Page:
Prioritizing Fields For Harvest

Darren Bakken, Seed Technology Manager

This year, don’t rush into harvest without a plan. Make strategic moves to get the most yield out of each field. We spoke with Darren Bakken, Seed Technology Manager for AgVenture, about how to prioritize fields for harvest.

What factors should influence the harvest schedule? Geography? Crop condition?

Growers should make decisions based on the condition of the products within each of their fields. In perfect growing conditions and in the absence of insect/disease pressure, a harvest schedule can generally be set based on the relative maturity of the hybrids planted. Unfortunately, issues throughout the growing season could set up a scenario where fuller season hybrids will need to be harvested first due to deteriorating crop conditions.

What mistakes can be made when prioritizing fields for harvest?

The most common mistake is not taking the time to extensively scout fields and set a harvest schedule. We want to base our decisions on scouting, planting date and relative maturity of the hybrids. I suggest taking the time to scout several areas within the same field to assess crop condition and overall condition of the field. Variability in soil types within a field can dramatically affect crop condition. Additionally, late season insect or disease issues are not always consistent across an entire field.

Perform a pinch test to assess stalk quality and predict potential issues. Assess ear shank strength for the potential for dropped ears or combine header loss.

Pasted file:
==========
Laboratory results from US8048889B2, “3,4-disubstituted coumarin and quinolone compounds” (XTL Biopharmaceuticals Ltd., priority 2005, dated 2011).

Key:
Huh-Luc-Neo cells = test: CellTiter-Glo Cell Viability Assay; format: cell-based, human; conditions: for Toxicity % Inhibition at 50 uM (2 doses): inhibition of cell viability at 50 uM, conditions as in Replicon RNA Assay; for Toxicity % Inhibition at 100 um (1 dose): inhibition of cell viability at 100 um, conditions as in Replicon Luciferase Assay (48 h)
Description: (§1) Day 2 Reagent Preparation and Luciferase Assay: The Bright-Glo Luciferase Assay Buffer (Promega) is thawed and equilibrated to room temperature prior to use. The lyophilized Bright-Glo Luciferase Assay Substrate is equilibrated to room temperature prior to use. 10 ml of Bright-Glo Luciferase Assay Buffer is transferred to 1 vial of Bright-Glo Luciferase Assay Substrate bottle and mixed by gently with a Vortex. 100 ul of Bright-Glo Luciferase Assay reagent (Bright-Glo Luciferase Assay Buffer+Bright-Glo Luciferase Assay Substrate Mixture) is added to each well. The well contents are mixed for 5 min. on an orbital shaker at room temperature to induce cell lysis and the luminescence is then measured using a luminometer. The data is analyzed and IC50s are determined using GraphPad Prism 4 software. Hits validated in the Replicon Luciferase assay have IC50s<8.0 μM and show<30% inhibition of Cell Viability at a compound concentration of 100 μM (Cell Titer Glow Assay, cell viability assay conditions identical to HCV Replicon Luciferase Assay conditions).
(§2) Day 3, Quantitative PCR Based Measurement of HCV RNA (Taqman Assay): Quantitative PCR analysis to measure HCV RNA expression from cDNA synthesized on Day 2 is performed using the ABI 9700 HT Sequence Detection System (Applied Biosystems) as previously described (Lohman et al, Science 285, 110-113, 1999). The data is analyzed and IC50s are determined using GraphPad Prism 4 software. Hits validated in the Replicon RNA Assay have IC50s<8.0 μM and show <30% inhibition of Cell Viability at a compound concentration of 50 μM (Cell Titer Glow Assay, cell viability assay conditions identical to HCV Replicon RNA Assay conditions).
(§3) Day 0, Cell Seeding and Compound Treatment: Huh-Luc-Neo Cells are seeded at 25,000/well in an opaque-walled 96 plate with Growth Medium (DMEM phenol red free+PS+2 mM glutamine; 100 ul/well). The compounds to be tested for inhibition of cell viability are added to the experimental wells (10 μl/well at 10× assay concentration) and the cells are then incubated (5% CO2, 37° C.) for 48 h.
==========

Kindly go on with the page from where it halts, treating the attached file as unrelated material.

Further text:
What should growers look for during scouting to help determine their harvest schedule?

Growers should be assessing stalk quality, overall standability (roots and stalks), as well as the presence and severity of any disease or insect infestations.

One of the best things a grower can do is perform a pinch test to assess stalk quality and predict any potential issues later in the harvest season. This is nothing more than “pinching” the stalk between your thumb and forefinger approximately 6-12 inches above the ground. Weaker stalks will feel hollow and easily collapse while strong stalks will be hard to pinch. Perform this test on several plants within a row and in several different spots throughout the field.

Growers can also perform a push test to assess root health and quality, as well as stalk health. This can be performed by pushing the corn plant at or above ear level until the top of the plant touches the neighboring row. Plants with healthy roots and stalks will spring back to an upright position while compromised plants will not.

I also encourage growers to assess ear shank strength for the potential for dropped ears or combine header loss. While you’re doing this, be on the lookout for any ear rot diseases like Diplodia, Gibberella, or Fusarium that could affect grain quality and grain storage capabilities.

Field evaluations

This year has seen a large amount of replanting in many areas. How does replanting play into the harvest schedule?

Replant can definitely change the equation, especially if replanting was delayed enough that fields had to be switched out of fuller season hybrids into earlier maturing products. A hybrid’s relative maturity is based on data and observations from within that product’s normal area of adaptation. If you plant an early maturity hybrid south of its intended zone of adaptation, heat units are accumulated much quicker than in the area the hybrid is adapted for. These hybrids often perform and act differently than they normally would in their intended zone. Stalk quality is a huge concern when early maturity hybrids are planted (or replanted) south of their zone of adaptation.

What else should growers consider as they head into harvest this season?

The other thing that growers should consider is the economics of harvesting corn in the 22-28% harvest moisture range. Research has shown that this is the ideal moisture content for harvesting corn to avoid most forms of harvest yield loss. The economics of growing corn this year may make growers think about letting good-condition corn field-dry below this range to save on drying costs. Oftentimes, these savings on drying costs are offset by yield losses associated with harvesting corn that is too dry.